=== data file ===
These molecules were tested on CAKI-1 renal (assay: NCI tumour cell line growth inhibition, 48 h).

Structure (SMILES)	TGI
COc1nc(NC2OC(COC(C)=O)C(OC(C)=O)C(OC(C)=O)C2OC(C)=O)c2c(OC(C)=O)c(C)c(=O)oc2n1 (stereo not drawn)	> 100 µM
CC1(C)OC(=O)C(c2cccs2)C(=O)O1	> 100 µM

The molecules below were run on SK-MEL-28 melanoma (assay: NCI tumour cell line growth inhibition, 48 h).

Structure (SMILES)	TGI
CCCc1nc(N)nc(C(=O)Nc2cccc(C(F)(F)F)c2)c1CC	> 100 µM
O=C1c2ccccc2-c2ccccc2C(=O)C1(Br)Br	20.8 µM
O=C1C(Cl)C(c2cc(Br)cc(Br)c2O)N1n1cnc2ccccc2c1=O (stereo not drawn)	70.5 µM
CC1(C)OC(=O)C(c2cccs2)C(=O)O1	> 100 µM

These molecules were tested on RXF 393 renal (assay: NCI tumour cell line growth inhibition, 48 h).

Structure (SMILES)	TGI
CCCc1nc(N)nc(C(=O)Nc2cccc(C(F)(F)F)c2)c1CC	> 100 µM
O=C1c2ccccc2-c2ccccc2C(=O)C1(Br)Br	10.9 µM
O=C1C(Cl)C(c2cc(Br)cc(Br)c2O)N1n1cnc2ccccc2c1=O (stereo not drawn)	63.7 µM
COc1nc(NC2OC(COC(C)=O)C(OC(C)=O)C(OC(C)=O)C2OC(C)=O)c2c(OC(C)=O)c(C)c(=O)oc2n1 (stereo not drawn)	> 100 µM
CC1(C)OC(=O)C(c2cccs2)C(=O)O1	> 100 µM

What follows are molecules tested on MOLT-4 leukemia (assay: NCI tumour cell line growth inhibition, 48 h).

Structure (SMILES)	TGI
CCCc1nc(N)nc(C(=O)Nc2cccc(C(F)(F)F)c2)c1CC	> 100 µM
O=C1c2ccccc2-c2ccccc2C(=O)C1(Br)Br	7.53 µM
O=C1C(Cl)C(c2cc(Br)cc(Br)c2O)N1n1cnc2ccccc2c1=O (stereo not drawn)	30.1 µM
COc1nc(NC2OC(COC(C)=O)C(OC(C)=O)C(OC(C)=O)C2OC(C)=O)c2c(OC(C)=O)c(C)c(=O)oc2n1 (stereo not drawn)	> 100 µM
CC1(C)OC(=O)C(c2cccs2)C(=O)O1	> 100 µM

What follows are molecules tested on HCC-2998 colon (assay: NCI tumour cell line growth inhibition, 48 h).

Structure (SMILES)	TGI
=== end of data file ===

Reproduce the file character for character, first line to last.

These molecules were tested on CAKI-1 renal (assay: NCI tumour cell line growth inhibition, 48 h).

Structure (SMILES)	TGI
COc1nc(NC2OC(COC(C)=O)C(OC(C)=O)C(OC(C)=O)C2OC(C)=O)c2c(OC(C)=O)c(C)c(=O)oc2n1 (stereo not drawn)	> 100 µM
CC1(C)OC(=O)C(c2cccs2)C(=O)O1	> 100 µM

The molecules below were run on SK-MEL-28 melanoma (assay: NCI tumour cell line growth inhibition, 48 h).

Structure (SMILES)	TGI
CCCc1nc(N)nc(C(=O)Nc2cccc(C(F)(F)F)c2)c1CC	> 100 µM
O=C1c2ccccc2-c2ccccc2C(=O)C1(Br)Br	20.8 µM
O=C1C(Cl)C(c2cc(Br)cc(Br)c2O)N1n1cnc2ccccc2c1=O (stereo not drawn)	70.5 µM
CC1(C)OC(=O)C(c2cccs2)C(=O)O1	> 100 µM

These molecules were tested on RXF 393 renal (assay: NCI tumour cell line growth inhibition, 48 h).

Structure (SMILES)	TGI
CCCc1nc(N)nc(C(=O)Nc2cccc(C(F)(F)F)c2)c1CC	> 100 µM
O=C1c2ccccc2-c2ccccc2C(=O)C1(Br)Br	10.9 µM
O=C1C(Cl)C(c2cc(Br)cc(Br)c2O)N1n1cnc2ccccc2c1=O (stereo not drawn)	63.7 µM
COc1nc(NC2OC(COC(C)=O)C(OC(C)=O)C(OC(C)=O)C2OC(C)=O)c2c(OC(C)=O)c(C)c(=O)oc2n1 (stereo not drawn)	> 100 µM
CC1(C)OC(=O)C(c2cccs2)C(=O)O1	> 100 µM

What follows are molecules tested on MOLT-4 leukemia (assay: NCI tumour cell line growth inhibition, 48 h).

Structure (SMILES)	TGI
CCCc1nc(N)nc(C(=O)Nc2cccc(C(F)(F)F)c2)c1CC	> 100 µM
O=C1c2ccccc2-c2ccccc2C(=O)C1(Br)Br	7.53 µM
O=C1C(Cl)C(c2cc(Br)cc(Br)c2O)N1n1cnc2ccccc2c1=O (stereo not drawn)	30.1 µM
COc1nc(NC2OC(COC(C)=O)C(OC(C)=O)C(OC(C)=O)C2OC(C)=O)c2c(OC(C)=O)c(C)c(=O)oc2n1 (stereo not drawn)	> 100 µM
CC1(C)OC(=O)C(c2cccs2)C(=O)O1	> 100 µM

What follows are molecules tested on HCC-2998 colon (assay: NCI tumour cell line growth inhibition, 48 h).

Structure (SMILES)	TGI